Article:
Can H&M Make Sustainability Stylish?

H&M experiences the impacts of climate change across the value chain in several ways. Can H&M reduce the footprint of their garments and get the customer involved to help drive change?

Fashion and climate change. Two things that don’t usually go together.

Fact: The $3 trillion global apparel industry accounts for 10% of global carbon emissions. The impact is present across the value chain and the cumulative effect is significant:

Raw materials – Cotton is the world’s largest pesticide-consuming crop, using 11% of all pesticides and 24% of insecticides globally, having severe impacts on soil and water. Cheaper synthetic fibers also emit gasses that are said to be 300x more damaging than CO2. [1]

Production – Making fabrics and subsequent garments has effects on chemical usage, water usage and greenhouse gas emissions. It takes more than 400 lbs. of water just to process one pound of textiles [2]. Producing man-made fibers, like viscose requires pulp from trees which means almost 120 million trees are cut down every year. Often these trees come from ancient or endangered forests [3].

The impact worsens along the chain, but then we get to the consumer. 26% of the carbon emissions in a garment’s life occur at home when it gets washed [4]. And then – Americans throw away 70 lbs. of clothing per person per year [1].

Breakdown of Climate Impacts in a Garment’s Life Cycle [2]


Take a look at H&M’s model – fast fashion. In contrast to traditional retail, their model is to vastly reduce lead times in design, production, and distribution. Retailers like H&M and Zara pump out lower-cost clothing based on current runway trends [5]. Fast fashion means “wear today, tear tomorrow” and remarkably, we now consume almost 400% more clothing than we did 30 years ago [6]. Implication? All the environmental effects in raw materials, production and usage are amplified.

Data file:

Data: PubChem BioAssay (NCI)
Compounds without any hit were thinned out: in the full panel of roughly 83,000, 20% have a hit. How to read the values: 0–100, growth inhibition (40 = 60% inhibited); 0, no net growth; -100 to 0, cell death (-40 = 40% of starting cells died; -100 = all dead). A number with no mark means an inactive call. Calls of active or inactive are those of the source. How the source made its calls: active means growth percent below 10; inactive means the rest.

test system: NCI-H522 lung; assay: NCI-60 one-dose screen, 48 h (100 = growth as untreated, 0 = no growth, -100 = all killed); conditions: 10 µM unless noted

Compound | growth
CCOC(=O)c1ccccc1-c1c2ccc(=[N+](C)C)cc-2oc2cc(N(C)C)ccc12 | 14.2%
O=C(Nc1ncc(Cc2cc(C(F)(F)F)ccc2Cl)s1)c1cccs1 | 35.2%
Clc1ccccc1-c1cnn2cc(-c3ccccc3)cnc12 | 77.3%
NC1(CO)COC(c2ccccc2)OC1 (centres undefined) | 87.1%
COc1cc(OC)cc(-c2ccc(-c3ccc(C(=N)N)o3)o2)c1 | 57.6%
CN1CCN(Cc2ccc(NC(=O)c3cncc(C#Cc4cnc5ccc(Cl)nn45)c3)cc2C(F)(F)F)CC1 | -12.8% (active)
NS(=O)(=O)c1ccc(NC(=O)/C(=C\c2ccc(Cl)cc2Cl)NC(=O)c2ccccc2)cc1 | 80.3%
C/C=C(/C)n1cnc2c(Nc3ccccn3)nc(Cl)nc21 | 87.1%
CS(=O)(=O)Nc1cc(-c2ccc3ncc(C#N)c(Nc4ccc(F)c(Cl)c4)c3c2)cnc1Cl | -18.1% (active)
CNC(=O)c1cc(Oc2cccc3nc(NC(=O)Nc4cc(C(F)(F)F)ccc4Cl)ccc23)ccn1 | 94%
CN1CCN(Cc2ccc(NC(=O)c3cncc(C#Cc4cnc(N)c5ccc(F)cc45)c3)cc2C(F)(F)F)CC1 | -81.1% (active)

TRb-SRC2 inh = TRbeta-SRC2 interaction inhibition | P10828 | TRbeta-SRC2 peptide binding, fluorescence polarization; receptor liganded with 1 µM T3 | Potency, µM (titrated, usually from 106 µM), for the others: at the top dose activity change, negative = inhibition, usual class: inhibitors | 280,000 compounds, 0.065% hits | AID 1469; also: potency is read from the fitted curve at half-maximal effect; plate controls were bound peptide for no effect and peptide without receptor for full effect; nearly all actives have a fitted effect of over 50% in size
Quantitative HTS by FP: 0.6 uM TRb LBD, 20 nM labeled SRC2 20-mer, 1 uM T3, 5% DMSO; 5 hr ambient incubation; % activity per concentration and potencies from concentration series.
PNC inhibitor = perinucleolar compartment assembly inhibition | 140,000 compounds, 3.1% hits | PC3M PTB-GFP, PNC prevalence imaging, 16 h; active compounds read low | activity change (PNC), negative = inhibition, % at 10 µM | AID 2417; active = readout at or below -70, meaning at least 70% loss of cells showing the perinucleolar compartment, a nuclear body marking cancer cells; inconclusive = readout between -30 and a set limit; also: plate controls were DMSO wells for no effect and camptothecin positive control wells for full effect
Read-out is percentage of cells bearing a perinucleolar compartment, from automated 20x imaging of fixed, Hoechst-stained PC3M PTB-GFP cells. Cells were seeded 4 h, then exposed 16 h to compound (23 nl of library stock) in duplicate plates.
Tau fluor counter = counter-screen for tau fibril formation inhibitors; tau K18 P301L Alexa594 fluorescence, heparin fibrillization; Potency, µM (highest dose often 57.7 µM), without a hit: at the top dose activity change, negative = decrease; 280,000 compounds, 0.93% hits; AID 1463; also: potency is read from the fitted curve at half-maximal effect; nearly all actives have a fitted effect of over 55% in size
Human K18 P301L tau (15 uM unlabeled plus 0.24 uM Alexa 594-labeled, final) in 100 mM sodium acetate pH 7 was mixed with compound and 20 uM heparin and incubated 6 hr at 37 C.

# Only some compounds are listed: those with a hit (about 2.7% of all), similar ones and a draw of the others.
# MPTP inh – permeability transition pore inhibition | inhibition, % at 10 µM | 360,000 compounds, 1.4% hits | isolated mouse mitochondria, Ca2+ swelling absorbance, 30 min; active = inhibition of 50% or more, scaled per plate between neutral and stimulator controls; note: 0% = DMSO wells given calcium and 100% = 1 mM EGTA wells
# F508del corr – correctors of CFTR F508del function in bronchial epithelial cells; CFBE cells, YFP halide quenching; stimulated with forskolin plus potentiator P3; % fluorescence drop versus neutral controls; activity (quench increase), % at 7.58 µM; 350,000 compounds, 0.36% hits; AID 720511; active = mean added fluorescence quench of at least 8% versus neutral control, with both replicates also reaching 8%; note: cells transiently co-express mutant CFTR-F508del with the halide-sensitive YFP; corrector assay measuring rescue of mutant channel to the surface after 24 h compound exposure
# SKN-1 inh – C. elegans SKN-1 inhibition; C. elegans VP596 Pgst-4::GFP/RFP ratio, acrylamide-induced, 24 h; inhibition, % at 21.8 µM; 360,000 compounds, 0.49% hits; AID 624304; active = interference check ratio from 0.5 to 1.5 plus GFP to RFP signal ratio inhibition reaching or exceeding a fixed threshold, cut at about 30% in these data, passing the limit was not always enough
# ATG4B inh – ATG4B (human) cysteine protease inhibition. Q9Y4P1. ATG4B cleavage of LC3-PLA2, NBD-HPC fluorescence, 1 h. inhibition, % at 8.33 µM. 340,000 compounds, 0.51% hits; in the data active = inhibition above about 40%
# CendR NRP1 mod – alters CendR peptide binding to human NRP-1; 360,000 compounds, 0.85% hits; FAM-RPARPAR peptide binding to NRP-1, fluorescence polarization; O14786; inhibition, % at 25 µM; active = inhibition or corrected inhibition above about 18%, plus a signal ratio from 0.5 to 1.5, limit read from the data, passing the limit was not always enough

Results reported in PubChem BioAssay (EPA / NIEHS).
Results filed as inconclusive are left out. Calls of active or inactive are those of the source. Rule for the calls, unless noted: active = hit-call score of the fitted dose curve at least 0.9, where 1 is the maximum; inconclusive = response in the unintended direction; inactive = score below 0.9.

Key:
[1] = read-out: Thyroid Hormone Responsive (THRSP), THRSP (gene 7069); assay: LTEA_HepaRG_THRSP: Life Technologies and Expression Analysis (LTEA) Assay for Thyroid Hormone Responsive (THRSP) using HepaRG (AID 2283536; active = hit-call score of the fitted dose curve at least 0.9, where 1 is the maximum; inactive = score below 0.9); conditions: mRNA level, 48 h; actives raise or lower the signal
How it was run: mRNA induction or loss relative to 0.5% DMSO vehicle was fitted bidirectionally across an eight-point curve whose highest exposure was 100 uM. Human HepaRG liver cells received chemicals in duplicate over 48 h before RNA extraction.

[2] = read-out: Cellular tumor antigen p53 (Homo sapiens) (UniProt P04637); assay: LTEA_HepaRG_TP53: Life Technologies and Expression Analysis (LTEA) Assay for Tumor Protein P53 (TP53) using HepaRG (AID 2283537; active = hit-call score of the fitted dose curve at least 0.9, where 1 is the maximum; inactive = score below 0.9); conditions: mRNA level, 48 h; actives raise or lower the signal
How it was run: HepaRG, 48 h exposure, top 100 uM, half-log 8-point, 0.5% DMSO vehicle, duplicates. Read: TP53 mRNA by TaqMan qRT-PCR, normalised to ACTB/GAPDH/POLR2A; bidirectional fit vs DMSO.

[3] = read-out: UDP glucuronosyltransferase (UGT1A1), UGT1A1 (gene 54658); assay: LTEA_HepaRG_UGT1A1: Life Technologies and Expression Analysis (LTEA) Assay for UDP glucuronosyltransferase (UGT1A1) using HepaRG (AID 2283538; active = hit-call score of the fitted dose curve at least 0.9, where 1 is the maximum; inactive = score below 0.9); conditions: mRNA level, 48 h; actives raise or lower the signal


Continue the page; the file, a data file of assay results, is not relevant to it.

Fast fashion garments (worn less than 5x and kept for ~35 days) produce over 400% more carbon emissions per item per year than regular garments [1]. 400% more consumption, 400% more carbon emissions. The impact is real. What does that mean for H&M?

Cost is key for a company like H&M. Rising costs due to climate change impact how cheap they can get their clothing to the consumer. Fast fashion is competitive and key element of competition is price. Beyond costs, the bigger threat is finding sustainable inputs and a sustainable process that can fuel future growth.

Here’s the key: H&M has power in the value chain and thus, a responsibility to affect change throughout the chain and be the driving force in sustainable style.

So what are they doing?

Raw materials – H&M has set the goal of using cotton only from sustainable sources by 2020. This means grown without chemicals, with less water and even using cotton that’s recycled from old garments.

Production – H&M is working on investing in new technologies to reduce the environmental impact of their processes. H&M recently partnered with the NGO Canopy to engage with suppliers and ensure that they create policies to avoid sourcing fabrics from forests that are ancient or endangered. They are also working on requiring full traceability on man-made fabrics by 2017. Further, they’ve implemented a process to assess each of their supplier factories on sustainability, particularly in factors including energy, chemicals and water usage.

From a consumer standpoint, H&M has introduced a Conscious Collection, a line of clothes where at least 50% of materials are “conscious”, meaning recycled or sustainable (and independently certified as such) [3].

The Conscious Collection [7]


H&M has also introduced a recycling program, encouraging customers to bring in any of their old clothing (from H&M or elsewhere), offering them store discounts to do so [8].